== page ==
Betula papyrifera

Common Name: paper birch
Uses: food, medicine, tools and whips

These trees, with their beautiful white bark, grow throughout the GSR in moist soils, often mixed with black spruce. They grow larger and taller in the southern parts of the area, and are not common in the Mackenzie Delta. There are many uses for the bark and wood, making it an important tree for the Gwich'in.

Birch is a hardwood valued for its strength and resistance to cracking. It is a favoured material for making snowshoes. IN the past, the Gwich'in also used birch to make the following:

  • net needles,
  • paddles,
  • drum frames,
  • chairs and furniture,
  • taboggans,
  • snow shovels and scoops
  • handles for knives, axes, awls, slingshots, dog whips and sleds...

Section of birch wood were used for bait when setting beaver traps under the ice of a lake. Rooting birch wood was considered good for smoking skins.

To make a medicine for stomach ailments, such as heart burn and ulcers, young birch trees can be chopped down, cut into small pieces and boiled in a large pot. The stems, twigs and leaves are all used. The boiled juice, which looks like tea, should be strained before pouring it into jars. Elders advise making only enough medicine for one week, as it will spoil. They recommend drinking one-half cup in the morning before breakfast and another one at night before going to bed. Sticky gum may also be chewed and swallowed with this medicine.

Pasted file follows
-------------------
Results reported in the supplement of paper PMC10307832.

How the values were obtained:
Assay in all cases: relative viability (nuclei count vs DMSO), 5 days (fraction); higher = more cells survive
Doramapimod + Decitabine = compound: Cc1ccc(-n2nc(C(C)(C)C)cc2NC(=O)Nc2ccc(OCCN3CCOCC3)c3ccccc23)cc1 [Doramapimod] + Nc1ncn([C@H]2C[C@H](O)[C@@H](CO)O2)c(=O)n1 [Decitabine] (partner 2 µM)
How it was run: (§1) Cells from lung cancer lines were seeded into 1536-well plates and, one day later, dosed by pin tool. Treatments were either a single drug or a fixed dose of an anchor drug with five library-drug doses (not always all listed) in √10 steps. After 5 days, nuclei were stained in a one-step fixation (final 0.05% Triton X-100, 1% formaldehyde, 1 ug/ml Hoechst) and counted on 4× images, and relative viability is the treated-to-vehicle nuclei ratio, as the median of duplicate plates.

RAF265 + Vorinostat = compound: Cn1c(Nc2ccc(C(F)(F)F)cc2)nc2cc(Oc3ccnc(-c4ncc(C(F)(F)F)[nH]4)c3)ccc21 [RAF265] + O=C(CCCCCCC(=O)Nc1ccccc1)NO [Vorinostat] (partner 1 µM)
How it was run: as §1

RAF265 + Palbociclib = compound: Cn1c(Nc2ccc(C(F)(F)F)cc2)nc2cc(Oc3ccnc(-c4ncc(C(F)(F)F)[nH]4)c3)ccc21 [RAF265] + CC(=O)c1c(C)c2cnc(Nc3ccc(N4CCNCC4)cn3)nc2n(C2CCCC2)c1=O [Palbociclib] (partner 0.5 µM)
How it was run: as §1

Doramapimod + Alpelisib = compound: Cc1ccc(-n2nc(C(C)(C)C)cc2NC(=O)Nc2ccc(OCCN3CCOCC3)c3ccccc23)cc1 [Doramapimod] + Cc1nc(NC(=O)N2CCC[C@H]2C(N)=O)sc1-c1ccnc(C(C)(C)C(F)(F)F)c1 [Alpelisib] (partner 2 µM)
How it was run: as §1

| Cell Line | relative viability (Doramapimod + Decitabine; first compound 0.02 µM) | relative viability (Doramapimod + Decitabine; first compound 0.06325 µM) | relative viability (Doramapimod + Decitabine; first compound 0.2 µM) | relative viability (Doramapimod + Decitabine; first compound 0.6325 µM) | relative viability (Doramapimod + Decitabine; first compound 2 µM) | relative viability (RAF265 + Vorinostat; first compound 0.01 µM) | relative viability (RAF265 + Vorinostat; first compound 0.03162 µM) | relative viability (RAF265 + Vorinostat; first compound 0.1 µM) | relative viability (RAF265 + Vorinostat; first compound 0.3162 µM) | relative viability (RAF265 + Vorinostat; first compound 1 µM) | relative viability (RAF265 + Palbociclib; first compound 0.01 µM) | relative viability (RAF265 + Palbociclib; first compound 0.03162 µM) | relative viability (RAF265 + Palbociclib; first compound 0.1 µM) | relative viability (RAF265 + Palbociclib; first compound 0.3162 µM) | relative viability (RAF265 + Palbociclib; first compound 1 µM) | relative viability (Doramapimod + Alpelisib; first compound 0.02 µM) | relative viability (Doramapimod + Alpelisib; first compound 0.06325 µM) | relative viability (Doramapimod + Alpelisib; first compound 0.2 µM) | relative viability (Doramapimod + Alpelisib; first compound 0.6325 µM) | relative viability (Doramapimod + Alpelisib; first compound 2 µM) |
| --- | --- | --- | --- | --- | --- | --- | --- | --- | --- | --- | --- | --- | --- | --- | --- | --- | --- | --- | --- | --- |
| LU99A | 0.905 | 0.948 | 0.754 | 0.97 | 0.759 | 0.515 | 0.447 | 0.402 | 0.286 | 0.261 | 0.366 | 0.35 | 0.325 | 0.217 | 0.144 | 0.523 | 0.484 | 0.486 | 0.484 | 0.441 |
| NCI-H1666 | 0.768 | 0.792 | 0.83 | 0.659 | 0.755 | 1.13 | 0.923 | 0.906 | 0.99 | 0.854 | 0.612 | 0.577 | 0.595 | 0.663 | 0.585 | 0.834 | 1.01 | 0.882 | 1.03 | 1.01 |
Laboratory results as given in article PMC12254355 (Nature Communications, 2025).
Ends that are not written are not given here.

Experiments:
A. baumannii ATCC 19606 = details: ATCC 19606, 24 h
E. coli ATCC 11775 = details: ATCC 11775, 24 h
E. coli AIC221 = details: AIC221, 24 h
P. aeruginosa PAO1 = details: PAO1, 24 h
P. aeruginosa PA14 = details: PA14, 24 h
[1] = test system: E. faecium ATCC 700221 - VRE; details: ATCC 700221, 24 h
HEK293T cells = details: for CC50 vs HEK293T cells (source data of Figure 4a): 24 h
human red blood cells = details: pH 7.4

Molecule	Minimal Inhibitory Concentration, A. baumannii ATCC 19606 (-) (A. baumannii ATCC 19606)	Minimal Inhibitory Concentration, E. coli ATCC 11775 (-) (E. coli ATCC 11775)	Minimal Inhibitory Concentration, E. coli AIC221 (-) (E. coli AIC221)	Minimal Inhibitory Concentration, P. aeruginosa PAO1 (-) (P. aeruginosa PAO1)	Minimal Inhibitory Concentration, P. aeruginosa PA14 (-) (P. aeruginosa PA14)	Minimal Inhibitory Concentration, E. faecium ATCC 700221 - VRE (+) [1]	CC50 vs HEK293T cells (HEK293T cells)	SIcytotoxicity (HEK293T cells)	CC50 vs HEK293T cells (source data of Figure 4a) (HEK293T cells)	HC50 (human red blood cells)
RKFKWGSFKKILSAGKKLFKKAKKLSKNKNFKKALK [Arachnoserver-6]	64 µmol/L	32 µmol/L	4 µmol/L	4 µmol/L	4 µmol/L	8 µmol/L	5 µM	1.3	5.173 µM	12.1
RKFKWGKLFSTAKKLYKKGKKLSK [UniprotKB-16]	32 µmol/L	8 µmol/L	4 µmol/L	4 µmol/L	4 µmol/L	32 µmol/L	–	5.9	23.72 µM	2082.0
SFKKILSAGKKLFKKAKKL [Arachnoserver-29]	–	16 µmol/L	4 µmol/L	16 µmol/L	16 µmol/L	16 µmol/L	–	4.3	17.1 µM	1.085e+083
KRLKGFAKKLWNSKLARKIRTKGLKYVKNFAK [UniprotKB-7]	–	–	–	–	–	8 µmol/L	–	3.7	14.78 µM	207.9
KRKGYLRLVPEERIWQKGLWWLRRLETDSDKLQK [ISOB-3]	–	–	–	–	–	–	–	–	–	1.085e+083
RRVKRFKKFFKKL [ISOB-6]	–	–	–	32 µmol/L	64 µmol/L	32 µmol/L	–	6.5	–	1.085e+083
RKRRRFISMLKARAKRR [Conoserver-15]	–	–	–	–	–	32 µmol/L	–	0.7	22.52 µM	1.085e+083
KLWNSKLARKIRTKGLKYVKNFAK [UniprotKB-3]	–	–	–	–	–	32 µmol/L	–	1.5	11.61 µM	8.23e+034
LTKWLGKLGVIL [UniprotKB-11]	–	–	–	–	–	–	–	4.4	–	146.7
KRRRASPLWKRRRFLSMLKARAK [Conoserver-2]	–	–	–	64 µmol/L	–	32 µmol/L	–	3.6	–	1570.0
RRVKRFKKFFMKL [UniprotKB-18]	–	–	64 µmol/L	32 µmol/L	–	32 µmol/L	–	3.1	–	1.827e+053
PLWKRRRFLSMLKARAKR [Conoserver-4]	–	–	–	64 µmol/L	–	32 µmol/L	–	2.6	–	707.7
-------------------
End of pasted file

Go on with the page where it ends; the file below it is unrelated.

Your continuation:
-pp. 25- 26, Gwich'In Ethnobotany: Plants Used by the Gwich'In for Food, Medicine, Shelter and Tools by Alestine Andre and Alan Fehr (2002)

Betula papyrifera 1
Betula papyrifera 2